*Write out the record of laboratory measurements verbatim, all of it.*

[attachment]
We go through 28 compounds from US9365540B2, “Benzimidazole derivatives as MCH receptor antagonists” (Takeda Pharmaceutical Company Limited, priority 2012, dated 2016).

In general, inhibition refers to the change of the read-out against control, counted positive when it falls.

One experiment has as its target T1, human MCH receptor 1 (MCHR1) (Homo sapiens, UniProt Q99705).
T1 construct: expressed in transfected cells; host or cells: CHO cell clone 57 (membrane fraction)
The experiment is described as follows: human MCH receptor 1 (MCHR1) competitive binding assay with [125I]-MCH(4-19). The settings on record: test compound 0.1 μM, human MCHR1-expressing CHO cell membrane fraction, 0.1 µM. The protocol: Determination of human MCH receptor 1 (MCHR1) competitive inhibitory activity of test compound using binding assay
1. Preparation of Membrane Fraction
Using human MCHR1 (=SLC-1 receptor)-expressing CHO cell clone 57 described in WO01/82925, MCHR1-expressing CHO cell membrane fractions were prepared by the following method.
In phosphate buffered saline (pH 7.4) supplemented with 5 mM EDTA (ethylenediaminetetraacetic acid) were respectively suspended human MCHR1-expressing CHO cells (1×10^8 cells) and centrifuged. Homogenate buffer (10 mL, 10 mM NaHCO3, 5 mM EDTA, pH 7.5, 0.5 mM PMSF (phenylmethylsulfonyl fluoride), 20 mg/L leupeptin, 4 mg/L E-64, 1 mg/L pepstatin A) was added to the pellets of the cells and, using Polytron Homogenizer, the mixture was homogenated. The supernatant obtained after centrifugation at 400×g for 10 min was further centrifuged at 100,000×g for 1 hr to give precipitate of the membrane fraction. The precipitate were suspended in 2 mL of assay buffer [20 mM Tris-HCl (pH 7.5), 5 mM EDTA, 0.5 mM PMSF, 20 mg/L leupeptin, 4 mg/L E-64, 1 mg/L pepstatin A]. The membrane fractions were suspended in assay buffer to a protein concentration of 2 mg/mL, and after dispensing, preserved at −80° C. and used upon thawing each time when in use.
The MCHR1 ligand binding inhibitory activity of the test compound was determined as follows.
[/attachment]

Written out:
We go through 28 compounds from US9365540B2, “Benzimidazole derivatives as MCH receptor antagonists” (Takeda Pharmaceutical Company Limited, priority 2012, dated 2016).

In general, inhibition refers to the change of the read-out against control, counted positive when it falls.

One experiment has as its target T1, human MCH receptor 1 (MCHR1) (Homo sapiens, UniProt Q99705).
T1 construct: expressed in transfected cells; host or cells: CHO cell clone 57 (membrane fraction)
The experiment is described as follows: human MCH receptor 1 (MCHR1) competitive binding assay with [125I]-MCH(4-19). The settings on record: test compound 0.1 μM, human MCHR1-expressing CHO cell membrane fraction, 0.1 µM. The protocol: Determination of human MCH receptor 1 (MCHR1) competitive inhibitory activity of test compound using binding assay
1. Preparation of Membrane Fraction
Using human MCHR1 (=SLC-1 receptor)-expressing CHO cell clone 57 described in WO01/82925, MCHR1-expressing CHO cell membrane fractions were prepared by the following method.
In phosphate buffered saline (pH 7.4) supplemented with 5 mM EDTA (ethylenediaminetetraacetic acid) were respectively suspended human MCHR1-expressing CHO cells (1×10^8 cells) and centrifuged. Homogenate buffer (10 mL, 10 mM NaHCO3, 5 mM EDTA, pH 7.5, 0.5 mM PMSF (phenylmethylsulfonyl fluoride), 20 mg/L leupeptin, 4 mg/L E-64, 1 mg/L pepstatin A) was added to the pellets of the cells and, using Polytron Homogenizer, the mixture was homogenated. The supernatant obtained after centrifugation at 400×g for 10 min was further centrifuged at 100,000×g for 1 hr to give precipitate of the membrane fraction. The precipitate were suspended in 2 mL of assay buffer [20 mM Tris-HCl (pH 7.5), 5 mM EDTA, 0.5 mM PMSF, 20 mg/L leupeptin, 4 mg/L E-64, 1 mg/L pepstatin A]. The membrane fractions were suspended in assay buffer to a protein concentration of 2 mg/mL, and after dispensing, preserved at −80° C. and used upon thawing each time when in use.
The MCHR1 ligand binding inhibitory activity of the test compound was determined as follows.